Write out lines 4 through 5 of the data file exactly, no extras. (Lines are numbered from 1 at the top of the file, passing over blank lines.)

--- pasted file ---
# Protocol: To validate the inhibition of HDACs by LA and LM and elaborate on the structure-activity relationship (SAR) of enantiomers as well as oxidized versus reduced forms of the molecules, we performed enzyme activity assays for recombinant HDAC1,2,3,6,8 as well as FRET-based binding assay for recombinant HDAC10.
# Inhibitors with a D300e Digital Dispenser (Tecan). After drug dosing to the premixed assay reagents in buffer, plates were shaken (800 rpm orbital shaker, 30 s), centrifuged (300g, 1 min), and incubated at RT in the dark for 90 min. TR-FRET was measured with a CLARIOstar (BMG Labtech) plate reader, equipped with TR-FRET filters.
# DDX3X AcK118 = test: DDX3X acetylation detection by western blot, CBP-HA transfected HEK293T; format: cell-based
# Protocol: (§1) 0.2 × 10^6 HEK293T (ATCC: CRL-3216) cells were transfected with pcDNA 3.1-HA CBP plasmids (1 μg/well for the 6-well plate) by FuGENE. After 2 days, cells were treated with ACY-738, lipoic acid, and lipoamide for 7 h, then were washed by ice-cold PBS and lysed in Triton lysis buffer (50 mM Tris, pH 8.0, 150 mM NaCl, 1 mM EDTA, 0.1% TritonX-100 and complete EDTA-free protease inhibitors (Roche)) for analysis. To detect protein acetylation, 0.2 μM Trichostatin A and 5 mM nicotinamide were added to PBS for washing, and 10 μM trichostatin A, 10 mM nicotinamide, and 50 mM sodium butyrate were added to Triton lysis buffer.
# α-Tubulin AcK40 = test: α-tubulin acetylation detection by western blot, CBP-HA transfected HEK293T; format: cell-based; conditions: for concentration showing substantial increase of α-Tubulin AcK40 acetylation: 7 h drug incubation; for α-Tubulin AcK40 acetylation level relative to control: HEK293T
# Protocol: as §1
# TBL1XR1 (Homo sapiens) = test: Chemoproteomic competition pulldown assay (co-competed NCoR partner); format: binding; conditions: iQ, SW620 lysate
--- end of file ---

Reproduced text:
# Protocol: (§1) 0.2 × 10^6 HEK293T (ATCC: CRL-3216) cells were transfected with pcDNA 3.1-HA CBP plasmids (1 μg/well for the 6-well plate) by FuGENE. After 2 days, cells were treated with ACY-738, lipoic acid, and lipoamide for 7 h, then were washed by ice-cold PBS and lysed in Triton lysis buffer (50 mM Tris, pH 8.0, 150 mM NaCl, 1 mM EDTA, 0.1% TritonX-100 and complete EDTA-free protease inhibitors (Roche)) for analysis. To detect protein acetylation, 0.2 μM Trichostatin A and 5 mM nicotinamide were added to PBS for washing, and 10 μM trichostatin A, 10 mM nicotinamide, and 50 mM sodium butyrate were added to Triton lysis buffer.
# α-Tubulin AcK40 = test: α-tubulin acetylation detection by western blot, CBP-HA transfected HEK293T; format: cell-based; conditions: for concentration showing substantial increase of α-Tubulin AcK40 acetylation: 7 h drug incubation; for α-Tubulin AcK40 acetylation level relative to control: HEK293T